At the National Association of Broadcasters (NAB) Show 2015, in the Las Vegas Convention Center, surrounded by every video camera made, virtual sets, lighting equipment, online streaming hardware and software platforms, they didn’t forget that it all begins with writing.
In “Self-Editing Basics: The Tools You Need to Improve Your Writing,” part of the Blogging Basics 101 series, author/editor Melanie Nelson put it this way: “A good editor will try to help you keep your voice. A really good editor wants to make you look awesome. But the best editor of your own work is usually you.”
Nelson said that maybe 50 percent of the stories she receives have the word “draft” in their title. “Why let someone else have control over your work?” she asked. “Learn to edit yourself.”
She suggested that people need a break before editing. “Most people don’t take a break. Twenty minutes, 30 minutes that’s fine,” she said. “The next day is better. When you come back you have a different perspective.”
Nelson provided 10 rules for self-editing:
- Manage the Thread. Look at your thread. Read every single word and make sure every single thing fulfills your promise in the title. Instead of trying to make an article all-encompassing, reference and link out. The way you find your thread is to ask yourself, “What is this article really about?”
- Use Headers. When readers can see your title and your headers, they know what they are going to get and will read the entire article. Give your headers parallel construction.
Not “Dog,” “Going to the Vet,” and “What Does That Tail Mean?”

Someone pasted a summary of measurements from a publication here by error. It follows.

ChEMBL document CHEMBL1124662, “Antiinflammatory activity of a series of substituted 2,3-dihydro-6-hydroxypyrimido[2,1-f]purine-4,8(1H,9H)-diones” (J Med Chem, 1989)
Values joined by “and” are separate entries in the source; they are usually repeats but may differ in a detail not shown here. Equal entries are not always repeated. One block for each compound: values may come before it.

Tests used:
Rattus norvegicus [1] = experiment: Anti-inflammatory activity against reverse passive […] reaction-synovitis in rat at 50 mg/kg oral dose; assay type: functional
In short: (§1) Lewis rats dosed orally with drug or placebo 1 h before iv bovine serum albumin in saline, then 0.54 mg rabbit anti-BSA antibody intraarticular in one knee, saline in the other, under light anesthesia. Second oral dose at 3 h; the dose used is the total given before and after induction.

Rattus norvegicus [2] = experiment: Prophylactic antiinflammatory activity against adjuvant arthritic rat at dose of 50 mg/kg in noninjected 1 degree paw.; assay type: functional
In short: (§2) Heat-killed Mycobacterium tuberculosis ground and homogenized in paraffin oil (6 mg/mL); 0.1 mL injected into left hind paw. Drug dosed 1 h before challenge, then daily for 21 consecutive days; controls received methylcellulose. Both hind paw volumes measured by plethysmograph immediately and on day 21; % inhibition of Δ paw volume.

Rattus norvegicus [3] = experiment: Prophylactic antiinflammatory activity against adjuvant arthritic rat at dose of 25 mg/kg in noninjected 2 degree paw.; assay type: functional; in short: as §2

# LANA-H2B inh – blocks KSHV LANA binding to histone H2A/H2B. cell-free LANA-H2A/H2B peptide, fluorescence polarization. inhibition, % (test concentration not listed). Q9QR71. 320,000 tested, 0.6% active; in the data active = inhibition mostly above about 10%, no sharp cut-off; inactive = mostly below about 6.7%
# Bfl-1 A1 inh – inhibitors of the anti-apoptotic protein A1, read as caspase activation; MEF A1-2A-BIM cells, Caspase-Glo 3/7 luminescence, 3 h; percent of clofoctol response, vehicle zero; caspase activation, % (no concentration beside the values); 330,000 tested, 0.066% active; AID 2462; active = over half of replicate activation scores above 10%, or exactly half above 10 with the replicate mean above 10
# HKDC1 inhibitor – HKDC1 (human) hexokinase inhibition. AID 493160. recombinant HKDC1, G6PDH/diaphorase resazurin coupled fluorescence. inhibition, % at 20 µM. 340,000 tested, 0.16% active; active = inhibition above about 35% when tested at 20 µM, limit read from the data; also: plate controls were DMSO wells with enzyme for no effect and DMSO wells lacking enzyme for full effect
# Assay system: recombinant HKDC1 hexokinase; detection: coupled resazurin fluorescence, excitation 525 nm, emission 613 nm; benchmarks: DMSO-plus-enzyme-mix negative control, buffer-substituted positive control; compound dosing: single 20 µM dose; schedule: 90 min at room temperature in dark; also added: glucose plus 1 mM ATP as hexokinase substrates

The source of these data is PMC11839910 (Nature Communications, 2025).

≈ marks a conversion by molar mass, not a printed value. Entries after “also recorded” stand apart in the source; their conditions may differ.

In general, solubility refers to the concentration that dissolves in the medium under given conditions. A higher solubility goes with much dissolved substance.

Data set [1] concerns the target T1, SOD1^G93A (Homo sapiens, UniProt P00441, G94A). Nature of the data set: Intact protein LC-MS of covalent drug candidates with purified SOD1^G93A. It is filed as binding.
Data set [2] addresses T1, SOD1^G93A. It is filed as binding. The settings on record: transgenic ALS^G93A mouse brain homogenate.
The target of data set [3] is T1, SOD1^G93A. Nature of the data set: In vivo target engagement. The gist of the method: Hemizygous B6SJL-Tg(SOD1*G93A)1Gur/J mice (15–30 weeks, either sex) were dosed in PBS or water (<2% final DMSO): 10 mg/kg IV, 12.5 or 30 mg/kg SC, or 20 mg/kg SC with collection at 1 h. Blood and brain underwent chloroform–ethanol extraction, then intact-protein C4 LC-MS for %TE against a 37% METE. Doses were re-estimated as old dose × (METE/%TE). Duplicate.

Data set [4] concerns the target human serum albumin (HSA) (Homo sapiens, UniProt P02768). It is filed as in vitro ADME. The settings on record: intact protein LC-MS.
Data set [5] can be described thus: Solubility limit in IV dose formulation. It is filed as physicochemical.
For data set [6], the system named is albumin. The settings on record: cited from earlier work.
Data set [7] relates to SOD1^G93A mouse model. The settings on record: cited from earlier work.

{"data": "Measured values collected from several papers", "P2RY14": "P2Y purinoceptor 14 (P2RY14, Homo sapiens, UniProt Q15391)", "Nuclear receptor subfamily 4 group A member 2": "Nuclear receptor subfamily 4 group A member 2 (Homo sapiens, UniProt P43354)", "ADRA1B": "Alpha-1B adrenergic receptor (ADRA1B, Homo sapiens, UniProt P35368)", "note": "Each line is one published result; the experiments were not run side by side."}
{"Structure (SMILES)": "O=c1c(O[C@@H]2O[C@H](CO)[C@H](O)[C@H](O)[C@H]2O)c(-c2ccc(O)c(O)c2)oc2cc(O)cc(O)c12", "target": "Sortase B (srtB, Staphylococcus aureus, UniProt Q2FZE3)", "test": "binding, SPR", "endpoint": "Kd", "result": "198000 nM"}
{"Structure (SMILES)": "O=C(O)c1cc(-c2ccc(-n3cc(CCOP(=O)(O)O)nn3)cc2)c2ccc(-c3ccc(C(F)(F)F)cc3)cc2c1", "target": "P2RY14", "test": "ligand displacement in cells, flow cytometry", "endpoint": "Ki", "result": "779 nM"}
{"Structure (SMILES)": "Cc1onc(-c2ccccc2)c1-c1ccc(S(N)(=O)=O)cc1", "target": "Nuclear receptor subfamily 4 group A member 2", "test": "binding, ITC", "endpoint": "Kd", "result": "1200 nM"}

but “Adopting a Dog,” “Going to the Vet”, and “Learning the Signs.”
- Condense Wordy Passages. Online, long paragraphs are intimidating and no one wants to read them. When you edit, look for long paragraphs and break them up. Rule of thumb: If it takes more than five lines, chunk it up.
- Use Active Voice. Check for passive construction. Active verbs reinforce your authority. Check for gerunds – words ending in “ing.” When you find “is singing” change the structure of the sentence so you can write: “sings.”
- Define Vague Words. Replace vague words like “it,” “gets” and “things” with, for instance, “plane,” “refuels” and “notifications.” When you have to name things you often shorten your writing.
- Burn Deadwood. Change phrases into single words where possible. If you write “In the event that,” change it to “If.” “Due to the fact that” should be “Because.” Don’t use “Utilize or Utilization”; use “use.” “Can,” not “Has the ability to.” “At this point in time” is “now.”
- Check Grammar and Spelling. That includes punctuation. Nelson admitted: “I suck at commas.” If you know you have a weakness, find someone to help.
Keep it Conversational. Shoot for an eighth-grade reading level. Don’t use a long word when a shorter one will do. Nelson recommended the Hemingway App, an editing program which shows you the grade level of your writing. I ran this article through Hemingway. It gave me several good suggestions. It ranked this article “good readability” and you only need a sixth grade reading level to get through it. (Caveat: the Windows version of the app is new and seems a bit buggy.)
- Focus on the Reader. Use “you,” not “I” or “we.” Readers wants to learn things they can use. Remember WIIFM – What’s In It For Me.
- Write With Authority. You’re the expert, that’s why you are writing the article. Don’t hedge. Own your stuff. Own your authority.
Nelson concluded, “The more time you spend editing your own work, the more your editor is likely to leave your words as you created them.”
Nelson, with over 20 years of experience in digital media, has written two books, Facebook All-In-One For Dummies and Typepad For Dummies. She also worked as a technical and development editor on other books in the For Dummies series.[amazon template=iframe image&asin=111817108X,1118505409,0520271564,1599639025]